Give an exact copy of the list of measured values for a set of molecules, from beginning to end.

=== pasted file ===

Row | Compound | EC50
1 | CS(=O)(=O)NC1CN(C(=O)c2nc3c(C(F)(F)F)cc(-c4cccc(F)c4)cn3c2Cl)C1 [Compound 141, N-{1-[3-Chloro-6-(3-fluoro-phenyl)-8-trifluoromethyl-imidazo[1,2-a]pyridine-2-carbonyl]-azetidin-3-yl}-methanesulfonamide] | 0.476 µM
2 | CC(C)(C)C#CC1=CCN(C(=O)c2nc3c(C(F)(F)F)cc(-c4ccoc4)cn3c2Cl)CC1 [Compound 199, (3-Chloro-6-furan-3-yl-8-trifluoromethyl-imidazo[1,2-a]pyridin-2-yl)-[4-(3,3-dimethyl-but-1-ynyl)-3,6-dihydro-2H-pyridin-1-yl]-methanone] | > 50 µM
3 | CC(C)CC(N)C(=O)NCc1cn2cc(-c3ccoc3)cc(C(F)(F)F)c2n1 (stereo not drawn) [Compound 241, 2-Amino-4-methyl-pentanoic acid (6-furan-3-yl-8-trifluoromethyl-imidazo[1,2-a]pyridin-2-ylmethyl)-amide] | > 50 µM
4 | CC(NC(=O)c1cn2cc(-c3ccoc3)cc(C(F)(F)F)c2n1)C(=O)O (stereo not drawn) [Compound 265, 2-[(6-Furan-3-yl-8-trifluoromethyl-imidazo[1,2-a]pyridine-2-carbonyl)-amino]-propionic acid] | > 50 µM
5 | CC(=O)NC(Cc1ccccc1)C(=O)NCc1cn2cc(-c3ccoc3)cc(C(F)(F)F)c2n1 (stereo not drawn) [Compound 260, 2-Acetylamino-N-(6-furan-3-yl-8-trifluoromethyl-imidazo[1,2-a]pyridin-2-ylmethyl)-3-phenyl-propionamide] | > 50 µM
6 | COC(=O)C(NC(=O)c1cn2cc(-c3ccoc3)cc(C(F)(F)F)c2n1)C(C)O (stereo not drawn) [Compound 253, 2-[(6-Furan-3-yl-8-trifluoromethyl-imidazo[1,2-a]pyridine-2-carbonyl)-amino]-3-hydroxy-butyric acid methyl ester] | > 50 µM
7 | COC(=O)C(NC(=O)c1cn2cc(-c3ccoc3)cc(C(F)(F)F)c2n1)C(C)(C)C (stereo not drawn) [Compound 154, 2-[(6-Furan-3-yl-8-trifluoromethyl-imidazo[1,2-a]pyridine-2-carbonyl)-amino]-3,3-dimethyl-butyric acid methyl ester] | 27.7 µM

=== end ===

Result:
Row | Compound | EC50
1 | CS(=O)(=O)NC1CN(C(=O)c2nc3c(C(F)(F)F)cc(-c4cccc(F)c4)cn3c2Cl)C1 [Compound 141, N-{1-[3-Chloro-6-(3-fluoro-phenyl)-8-trifluoromethyl-imidazo[1,2-a]pyridine-2-carbonyl]-azetidin-3-yl}-methanesulfonamide] | 0.476 µM
2 | CC(C)(C)C#CC1=CCN(C(=O)c2nc3c(C(F)(F)F)cc(-c4ccoc4)cn3c2Cl)CC1 [Compound 199, (3-Chloro-6-furan-3-yl-8-trifluoromethyl-imidazo[1,2-a]pyridin-2-yl)-[4-(3,3-dimethyl-but-1-ynyl)-3,6-dihydro-2H-pyridin-1-yl]-methanone] | > 50 µM
3 | CC(C)CC(N)C(=O)NCc1cn2cc(-c3ccoc3)cc(C(F)(F)F)c2n1 (stereo not drawn) [Compound 241, 2-Amino-4-methyl-pentanoic acid (6-furan-3-yl-8-trifluoromethyl-imidazo[1,2-a]pyridin-2-ylmethyl)-amide] | > 50 µM
4 | CC(NC(=O)c1cn2cc(-c3ccoc3)cc(C(F)(F)F)c2n1)C(=O)O (stereo not drawn) [Compound 265, 2-[(6-Furan-3-yl-8-trifluoromethyl-imidazo[1,2-a]pyridine-2-carbonyl)-amino]-propionic acid] | > 50 µM
5 | CC(=O)NC(Cc1ccccc1)C(=O)NCc1cn2cc(-c3ccoc3)cc(C(F)(F)F)c2n1 (stereo not drawn) [Compound 260, 2-Acetylamino-N-(6-furan-3-yl-8-trifluoromethyl-imidazo[1,2-a]pyridin-2-ylmethyl)-3-phenyl-propionamide] | > 50 µM
6 | COC(=O)C(NC(=O)c1cn2cc(-c3ccoc3)cc(C(F)(F)F)c2n1)C(C)O (stereo not drawn) [Compound 253, 2-[(6-Furan-3-yl-8-trifluoromethyl-imidazo[1,2-a]pyridine-2-carbonyl)-amino]-3-hydroxy-butyric acid methyl ester] | > 50 µM
7 | COC(=O)C(NC(=O)c1cn2cc(-c3ccoc3)cc(C(F)(F)F)c2n1)C(C)(C)C (stereo not drawn) [Compound 154, 2-[(6-Furan-3-yl-8-trifluoromethyl-imidazo[1,2-a]pyridine-2-carbonyl)-amino]-3,3-dimethyl-butyric acid methyl ester] | 27.7 µM